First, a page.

Title: The use of surplus production models and length frequency data in stock assessments: explorations using Greenland halibut observations

Final project
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Supervisors: Einar Hjorleifsson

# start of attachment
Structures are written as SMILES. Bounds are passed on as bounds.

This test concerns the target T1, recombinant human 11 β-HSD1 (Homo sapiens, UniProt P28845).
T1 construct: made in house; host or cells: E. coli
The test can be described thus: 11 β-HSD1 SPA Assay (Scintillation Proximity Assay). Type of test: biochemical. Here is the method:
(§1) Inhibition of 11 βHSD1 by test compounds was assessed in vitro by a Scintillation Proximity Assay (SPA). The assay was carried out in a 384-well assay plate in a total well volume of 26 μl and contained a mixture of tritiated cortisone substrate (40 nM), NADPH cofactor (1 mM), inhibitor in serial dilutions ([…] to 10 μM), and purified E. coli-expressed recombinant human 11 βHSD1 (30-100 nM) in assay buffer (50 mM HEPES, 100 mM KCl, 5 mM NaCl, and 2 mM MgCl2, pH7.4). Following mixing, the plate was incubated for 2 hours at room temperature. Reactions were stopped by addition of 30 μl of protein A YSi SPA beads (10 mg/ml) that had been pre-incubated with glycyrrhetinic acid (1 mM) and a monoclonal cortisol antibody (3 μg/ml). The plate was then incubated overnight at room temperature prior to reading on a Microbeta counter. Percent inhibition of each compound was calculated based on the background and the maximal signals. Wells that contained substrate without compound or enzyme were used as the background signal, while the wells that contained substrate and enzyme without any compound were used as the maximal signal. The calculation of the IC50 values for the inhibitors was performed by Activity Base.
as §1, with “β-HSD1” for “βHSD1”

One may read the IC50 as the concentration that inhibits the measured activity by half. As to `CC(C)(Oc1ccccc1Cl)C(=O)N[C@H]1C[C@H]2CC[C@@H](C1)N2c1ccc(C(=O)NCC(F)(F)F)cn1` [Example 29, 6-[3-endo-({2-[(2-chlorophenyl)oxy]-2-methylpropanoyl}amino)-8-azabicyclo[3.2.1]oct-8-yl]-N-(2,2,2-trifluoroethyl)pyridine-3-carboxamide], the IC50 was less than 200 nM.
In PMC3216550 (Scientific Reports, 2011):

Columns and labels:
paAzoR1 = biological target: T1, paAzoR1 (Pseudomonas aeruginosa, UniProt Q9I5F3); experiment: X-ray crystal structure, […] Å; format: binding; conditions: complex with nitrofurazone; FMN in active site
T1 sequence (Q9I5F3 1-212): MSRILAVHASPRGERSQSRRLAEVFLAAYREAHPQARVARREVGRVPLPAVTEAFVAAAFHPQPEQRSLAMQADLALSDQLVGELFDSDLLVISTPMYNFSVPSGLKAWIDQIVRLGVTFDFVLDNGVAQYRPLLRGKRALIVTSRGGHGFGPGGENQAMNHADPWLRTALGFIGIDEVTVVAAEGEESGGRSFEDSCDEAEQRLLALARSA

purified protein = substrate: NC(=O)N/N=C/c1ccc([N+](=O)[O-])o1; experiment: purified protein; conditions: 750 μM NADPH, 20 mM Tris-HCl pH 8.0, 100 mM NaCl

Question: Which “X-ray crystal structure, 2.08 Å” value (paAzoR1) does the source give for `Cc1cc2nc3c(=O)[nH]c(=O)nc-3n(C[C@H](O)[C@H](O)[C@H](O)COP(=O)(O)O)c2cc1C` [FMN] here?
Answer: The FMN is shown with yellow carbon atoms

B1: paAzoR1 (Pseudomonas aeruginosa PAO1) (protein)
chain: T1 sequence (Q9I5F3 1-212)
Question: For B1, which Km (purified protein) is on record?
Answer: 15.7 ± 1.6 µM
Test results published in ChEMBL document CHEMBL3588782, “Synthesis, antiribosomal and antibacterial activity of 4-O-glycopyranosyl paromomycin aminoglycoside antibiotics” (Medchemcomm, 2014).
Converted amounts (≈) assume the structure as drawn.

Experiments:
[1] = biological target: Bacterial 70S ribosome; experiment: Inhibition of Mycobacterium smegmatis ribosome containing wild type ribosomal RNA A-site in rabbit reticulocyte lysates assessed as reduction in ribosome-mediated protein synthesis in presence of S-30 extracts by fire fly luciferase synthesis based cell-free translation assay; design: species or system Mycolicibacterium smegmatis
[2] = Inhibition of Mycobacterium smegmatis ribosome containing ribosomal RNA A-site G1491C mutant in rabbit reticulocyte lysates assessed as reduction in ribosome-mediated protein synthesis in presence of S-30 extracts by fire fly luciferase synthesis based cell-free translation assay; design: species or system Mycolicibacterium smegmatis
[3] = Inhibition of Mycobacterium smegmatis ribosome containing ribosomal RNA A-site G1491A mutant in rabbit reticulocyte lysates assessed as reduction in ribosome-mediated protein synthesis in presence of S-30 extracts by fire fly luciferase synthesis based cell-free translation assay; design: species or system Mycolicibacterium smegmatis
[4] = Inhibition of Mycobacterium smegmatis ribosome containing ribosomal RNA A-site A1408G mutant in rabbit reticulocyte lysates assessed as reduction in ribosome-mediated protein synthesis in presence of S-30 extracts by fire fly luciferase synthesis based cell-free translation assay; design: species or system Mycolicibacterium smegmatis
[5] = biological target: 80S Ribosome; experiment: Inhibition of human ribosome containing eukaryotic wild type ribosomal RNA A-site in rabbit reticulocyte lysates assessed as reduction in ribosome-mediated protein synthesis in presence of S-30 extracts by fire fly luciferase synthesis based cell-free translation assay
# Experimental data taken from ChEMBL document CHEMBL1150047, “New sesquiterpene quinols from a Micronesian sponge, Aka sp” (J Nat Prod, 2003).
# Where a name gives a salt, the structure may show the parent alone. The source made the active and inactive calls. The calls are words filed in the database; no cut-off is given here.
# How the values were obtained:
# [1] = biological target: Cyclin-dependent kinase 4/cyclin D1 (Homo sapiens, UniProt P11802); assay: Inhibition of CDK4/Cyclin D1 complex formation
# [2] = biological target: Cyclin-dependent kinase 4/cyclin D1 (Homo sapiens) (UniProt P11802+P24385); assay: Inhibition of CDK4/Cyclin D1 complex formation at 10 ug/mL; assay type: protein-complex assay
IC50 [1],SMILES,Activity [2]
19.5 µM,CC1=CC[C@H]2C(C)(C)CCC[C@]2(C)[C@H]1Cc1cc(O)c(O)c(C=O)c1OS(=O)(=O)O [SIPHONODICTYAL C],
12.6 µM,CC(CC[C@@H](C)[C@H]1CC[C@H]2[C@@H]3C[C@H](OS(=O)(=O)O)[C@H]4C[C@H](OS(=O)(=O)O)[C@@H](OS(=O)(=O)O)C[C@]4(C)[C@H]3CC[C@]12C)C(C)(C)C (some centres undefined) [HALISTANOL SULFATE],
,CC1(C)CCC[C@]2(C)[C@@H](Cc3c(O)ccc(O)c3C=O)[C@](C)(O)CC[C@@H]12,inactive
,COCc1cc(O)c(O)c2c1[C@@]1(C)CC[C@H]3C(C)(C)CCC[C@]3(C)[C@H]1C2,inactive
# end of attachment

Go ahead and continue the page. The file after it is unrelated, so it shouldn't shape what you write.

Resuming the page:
Production models and length-frequency based methods can be used in situations where data are limited. The West Nordic stock of Greenland halibut (where limited data are available) was assessed using three different fittings (equilibrium, linear and nonlinear) with a surplus production model and length based methods for estimating Z. The data analysed were: CPUE indices from (1) the Icelandic bottom trawl fleet 1985-2006, (2) the Icelandic fall survey 1996 – 2006, and (3) the Greenlandic fall survey 1998 – 2006 (2001 missing), along with total landings from the fishery and length frequency data sampled from the commercial fishery. The three fittings of the surplus production model produced r„s (~0.4) and q„s(~0.005) that were similar but K„s and MSY„s that were different. The regression method returned the highest MSY of 44,459 t and the nonlinear fitting the least of 28,000 – 30,000 t estimated by the Excel and ASPIC model. Indications are that total fishing mortality is increasing while average biomass, surplus production and total yield is decreasing. The relative biomass (B/BMSY) trend is predicted to have steadily declined. Using length at age data the growth parameters for the species were estimated to be L∞ = 100, K = 0.937 and t0 = -1.347, and mortality estimates from the length frequency (0.1 – 0.2) are lower than those predicted by the surplus production model (0.3 – 0.4). In terms of the overall outlook for the fishery; at the current rate of fishing mortality, catches will decline since the biomass is predicted to decline and there is a high probability of stock collapse if this trend continues. All indications are that fishing mortality needs to be reduced. Based on the results of forward projection, if fishing mortality is reduced by approximately 60% of the present fishing mortality. This translates to a catch of 8100 tonnes in 2007, with increases in catches in consecutive years as the stock starts to rebound.

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